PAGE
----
On this occasion, DesignMarketo also launched its first book, (designed by DesignMarketo themselves!) presenting designers, products and events from the main events organised so far. It includes an introduction text by Brit Leissler and the photographs I’ve been taking for DesignMarketo those past 3 years.

    A4, 64pages, printed laser & Riso as an edition of 100 only.
    Get it from here!

  3. Presentation @ LCC


    As a London College of Communication alumni, I was asked to give a presentation of my work to students of the MA Graphic Design course, along with Adam Hypki, who presented his research on the meta-narrations built by the juxtaposition of at first glance unrelated images in daily newspapers, and their echo to History of Art. I was asked to discuss my research on typographic forms for ephemeral messages, emphasing the difficulties in finding a satisfying direction.
    It’s always nice to look back to where an idea came from, what didn’t work, and how vastly the frame of work always seemed to expand, however narrowly you tried to pinpoint it.
    I loved the refreshingly dynamic attitude of the students, who allowed the lecture to turn into the kind conversation about graphic design and semiotics that I would like to have more often.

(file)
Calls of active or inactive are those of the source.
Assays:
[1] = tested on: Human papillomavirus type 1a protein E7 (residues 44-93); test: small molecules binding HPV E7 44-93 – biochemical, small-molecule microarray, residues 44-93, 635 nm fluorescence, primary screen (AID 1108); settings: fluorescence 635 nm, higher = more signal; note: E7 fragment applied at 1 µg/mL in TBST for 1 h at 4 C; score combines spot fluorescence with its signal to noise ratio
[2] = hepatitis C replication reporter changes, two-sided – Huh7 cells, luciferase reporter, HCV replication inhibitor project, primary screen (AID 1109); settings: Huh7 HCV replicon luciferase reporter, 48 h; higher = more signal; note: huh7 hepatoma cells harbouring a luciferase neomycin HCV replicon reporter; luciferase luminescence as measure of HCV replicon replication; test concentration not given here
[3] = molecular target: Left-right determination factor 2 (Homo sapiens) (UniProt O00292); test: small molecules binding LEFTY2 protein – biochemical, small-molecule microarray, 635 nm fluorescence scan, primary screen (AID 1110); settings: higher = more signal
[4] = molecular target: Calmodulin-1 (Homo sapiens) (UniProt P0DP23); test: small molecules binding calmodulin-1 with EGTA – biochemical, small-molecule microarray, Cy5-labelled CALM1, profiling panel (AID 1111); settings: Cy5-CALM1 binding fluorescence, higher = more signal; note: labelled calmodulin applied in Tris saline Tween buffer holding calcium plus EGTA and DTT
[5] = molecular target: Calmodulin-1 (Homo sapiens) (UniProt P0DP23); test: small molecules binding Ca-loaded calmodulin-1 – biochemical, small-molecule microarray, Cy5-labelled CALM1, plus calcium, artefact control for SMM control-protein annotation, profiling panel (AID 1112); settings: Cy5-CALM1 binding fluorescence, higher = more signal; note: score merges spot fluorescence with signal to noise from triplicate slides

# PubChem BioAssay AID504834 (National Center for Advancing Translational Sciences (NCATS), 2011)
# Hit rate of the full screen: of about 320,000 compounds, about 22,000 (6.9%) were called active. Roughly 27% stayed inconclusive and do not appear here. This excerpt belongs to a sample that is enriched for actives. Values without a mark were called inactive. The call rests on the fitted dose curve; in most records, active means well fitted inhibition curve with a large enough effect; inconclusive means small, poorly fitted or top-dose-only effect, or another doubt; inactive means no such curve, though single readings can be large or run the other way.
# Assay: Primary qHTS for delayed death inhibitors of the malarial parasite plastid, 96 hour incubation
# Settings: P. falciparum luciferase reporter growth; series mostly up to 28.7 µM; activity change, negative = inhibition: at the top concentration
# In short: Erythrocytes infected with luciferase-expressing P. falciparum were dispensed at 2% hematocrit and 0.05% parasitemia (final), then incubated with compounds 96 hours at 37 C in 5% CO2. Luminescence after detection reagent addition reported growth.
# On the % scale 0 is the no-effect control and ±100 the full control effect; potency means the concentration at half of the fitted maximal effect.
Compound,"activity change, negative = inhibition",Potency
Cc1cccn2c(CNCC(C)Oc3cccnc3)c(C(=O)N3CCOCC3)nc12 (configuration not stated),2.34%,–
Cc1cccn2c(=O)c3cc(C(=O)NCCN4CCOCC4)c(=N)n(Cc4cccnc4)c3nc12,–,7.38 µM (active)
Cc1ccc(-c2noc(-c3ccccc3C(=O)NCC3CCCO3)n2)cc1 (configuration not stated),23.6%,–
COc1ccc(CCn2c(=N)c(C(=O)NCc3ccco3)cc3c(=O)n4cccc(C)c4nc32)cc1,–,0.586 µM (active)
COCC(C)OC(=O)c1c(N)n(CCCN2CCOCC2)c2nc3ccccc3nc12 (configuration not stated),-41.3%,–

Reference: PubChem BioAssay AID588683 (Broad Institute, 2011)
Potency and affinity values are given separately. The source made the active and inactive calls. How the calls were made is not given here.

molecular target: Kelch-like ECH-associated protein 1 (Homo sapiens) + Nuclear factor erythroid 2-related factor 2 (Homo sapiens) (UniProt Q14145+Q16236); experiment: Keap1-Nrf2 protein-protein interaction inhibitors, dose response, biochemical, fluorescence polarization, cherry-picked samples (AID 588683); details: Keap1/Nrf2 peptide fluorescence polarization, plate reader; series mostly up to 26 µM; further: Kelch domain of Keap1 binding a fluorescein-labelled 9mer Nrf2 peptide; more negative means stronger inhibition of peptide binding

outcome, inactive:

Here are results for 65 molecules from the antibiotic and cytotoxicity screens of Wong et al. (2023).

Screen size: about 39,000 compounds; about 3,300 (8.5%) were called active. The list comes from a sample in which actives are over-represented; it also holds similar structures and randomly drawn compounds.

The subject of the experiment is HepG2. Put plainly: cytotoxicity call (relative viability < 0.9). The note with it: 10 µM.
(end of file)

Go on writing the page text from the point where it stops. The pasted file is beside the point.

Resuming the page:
4. Wise Monkey / Dance Drawing

    A series of drawings slowly danced through 30 seconds exposure.

  5. New work: Dance with me

    26 choreographic micro-pieces


    More here.

  6. In Vino Veritas, Rainbow Edition @ the Barbican Centre


    “At first glance, the Curve Gallery at the Barbican looks as if it has been transformed into a glorified gallery gift shop. Step inside, however, and you will notice that the objects adorning the sleek lacquered tabletop units possess an element of the surreal and idiosyncratic, including hacksaw shaped bread boards and tiny wind up music boxes.
    This is the Design Den – the Barbican’s answer to a pop-up shop, keeping intact a design aesthetic befitting of its Brutalist location. Focusing on the applied arts, and in conjunction with DesignMarketo — ‘a platform that diffuses up-and-coming designers’ small or limited productions’ – the consumer cultural experience comes alive. (…)
    Hato Press, a specialty printing and publishing house based near London Fields, showcase small notebooks of illustrations collated from test prints and mistakes in their studio. Their expertise in screen and Risograph print processes create beautifully constructed art books. Elsewhere, design fuses with humour, from the Ty DIY Edition Shower Curtain with marker pen (create your perfect shower curtain) to Amandine Alessandra’s In Rainbow Veritas, a plain white bistro tablecloth that reveals a flower blossom pattern when wine, curry sauce or tea is spilt on it. (…)”

    Rosie Higham-Stainton,

    Design Den
    The Curve
    Barbican Centre, Silk Street
    London, EC2Y 8DS